Monday, May 9
My one-mile walk to Mr. Bill Tanner’s house at 6:00 a.m. woke me this morning better than any quantity of ink-black coffee at the Cleveland Press could. I rode to the Press offices with Mr. Tanner and his wife, Rusty Tanner, who edits the women’s pages. Mr. Tanner directed me to a seat at the City Desk until assistant to the editor Robert F. (Bob) Yonkers arrived. At the desk I met Tony Tucci, city editor, and Hilbert Black, also an editor on the City Desk, both of whom were perusing the morning’s edition of the Plain Dealer.
Mr. Yonkers walked up to the City Desk at about 7:45 a.m., introduced himself, then introduced me around to a few of the writers in the City section. At 8:00 he said we would attend a short conference of the editors of the various departments. We met in the office of the managing editor, Bob Sullivan, where I made the acquaintance of Tom Boardman, editor-in-chief, Herb Kamm, executive editor, and several of the department editors.
Each of the editors listed what he believed would be the top stories for the day in his department. The editor of national news led off, with a series of headlines that had for the most part taken place over the weekend, and ended with the decriminalization of drunkenness in New Jersey. Each editor followed suit, city news through sports to suburban news and photographs. The national news reporting was obviously a little outdated, while city news would be reported as it took place through the day. Top stories included reports of the severe winds that hit Cleveland on Sunday and pieces suggested by the controversy generated by co-ed gym classes.
I was given a short tour of the City Room and offices by Mr. Yonkers, in the course of which I forgot the names of nearly everyone I met. We chatted with the photography editor about his golf game, greeted high school sports editor Don Friedman at his desk, surrounded by Farrah (Fawcett) posters, and spoke to the financial editor. We then retired to Mr. Yonkers’s (drafty) office for coffee as he looked over some communications directed to him. One was an angry letter from a man who called himself the “worm czar” who demanded 25 copies of an article the Press had recently run about him. Another was a letter and transcript from the League of Women Voters opposing the proposals for offshore oil and gas drilling in Lake Erie on the basis of the risk to drinking water supplies and the poor return probability. Mr. Yonkers then explained that the morning’s plan was to go to the Convention Center and organize the press room for the International Science Fair that would be held at that location through Saturday.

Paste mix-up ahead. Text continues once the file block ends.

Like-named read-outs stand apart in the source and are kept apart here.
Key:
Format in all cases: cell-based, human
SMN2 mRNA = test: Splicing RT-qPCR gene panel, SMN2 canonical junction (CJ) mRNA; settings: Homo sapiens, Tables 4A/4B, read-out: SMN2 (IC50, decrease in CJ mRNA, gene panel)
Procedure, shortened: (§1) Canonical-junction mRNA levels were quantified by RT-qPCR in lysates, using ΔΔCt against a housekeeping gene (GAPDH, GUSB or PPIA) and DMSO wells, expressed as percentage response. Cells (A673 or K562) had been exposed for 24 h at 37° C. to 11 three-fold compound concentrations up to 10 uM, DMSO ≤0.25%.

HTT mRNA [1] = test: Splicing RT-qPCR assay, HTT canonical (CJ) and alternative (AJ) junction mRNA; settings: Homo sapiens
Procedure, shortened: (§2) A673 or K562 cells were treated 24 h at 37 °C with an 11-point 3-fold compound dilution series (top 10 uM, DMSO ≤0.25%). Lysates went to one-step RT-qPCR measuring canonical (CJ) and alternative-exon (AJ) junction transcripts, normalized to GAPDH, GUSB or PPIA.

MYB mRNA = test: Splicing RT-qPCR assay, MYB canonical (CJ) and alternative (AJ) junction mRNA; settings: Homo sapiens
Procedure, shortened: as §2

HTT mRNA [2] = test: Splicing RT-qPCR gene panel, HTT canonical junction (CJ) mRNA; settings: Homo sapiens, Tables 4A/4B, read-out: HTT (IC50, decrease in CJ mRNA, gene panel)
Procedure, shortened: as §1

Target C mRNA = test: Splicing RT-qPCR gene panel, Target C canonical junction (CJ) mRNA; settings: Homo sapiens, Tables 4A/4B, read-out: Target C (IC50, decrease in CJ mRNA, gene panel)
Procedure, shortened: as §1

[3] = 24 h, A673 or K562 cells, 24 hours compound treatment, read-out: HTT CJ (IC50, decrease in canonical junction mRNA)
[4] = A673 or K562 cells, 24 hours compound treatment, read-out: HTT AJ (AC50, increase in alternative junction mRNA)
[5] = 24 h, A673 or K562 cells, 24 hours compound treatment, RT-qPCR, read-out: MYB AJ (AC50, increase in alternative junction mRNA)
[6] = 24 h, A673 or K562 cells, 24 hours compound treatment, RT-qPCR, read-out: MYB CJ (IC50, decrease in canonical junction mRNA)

We waited for Bob Love, Public Service Director of the paper, who drove us to the Convention Center, and we walked inside all equally ignorant of what we would have to do. The Science Fair is held annually in different cities, and fair entrants are the winners of local science fair competitions all across the country. The Press is one Cleveland sponsor of the fair, thus Mr. Yonkers got the task of coordinating the many members of the press who would be coming to cover the scientific exploits of their hometown favorites.
The pressroom in the Convention Center stands off quite a ways from the crepe-festooned main exhibition hall, at the dim and remote end of the Center’s main concourse. Hallways lead off in two directions further into the gloom of the bowels of the Center. We got the room into operating condition with the help of Barb Chudzik setting up two typing tables and getting the Xerox machine running. We laid out the information given us by the Fair authorities, including eight tremendous prospectuses describing all student projects in detail, and sat by the door awaiting the arrival of the first brothers of the press.
A few out-of-town press reps arrived, mostly from the midwest states, and they appeared at a loss for anything to write or do, since the projects were just beginning to be set up downstairs. Mr. Yonkers explained to several people that the first press releases would not be available until Thursday, when the first judging was to take place. Several downcast faces turned away at this news, as if a stay in Cleveland was a Stygian torture.
Sitting in the rather forlorn pressroom, I mused on this aspect of journalism. The press is seldom the instigator of an event, except in an indirect sense; instead, the press helps to direct public attention and reaction to events. Thus waiting is an important and undeniable part of journalism — waiting for something to happen.
Tuesday, May 10
Second day much like the first, again as “host” at the International Science and Engineering Fair at the Convention Center. Most of the day, I was office boy in the pressroom with Arlene Flynn, Sara Kelley, and Dennis Lafferty, and of course with Bob Yonkers. Much of the time was spent taking calls for Bob Love or Richard Yuhas (who is coordinator of the entire fair), and chatting with the occasional press people who dropped in.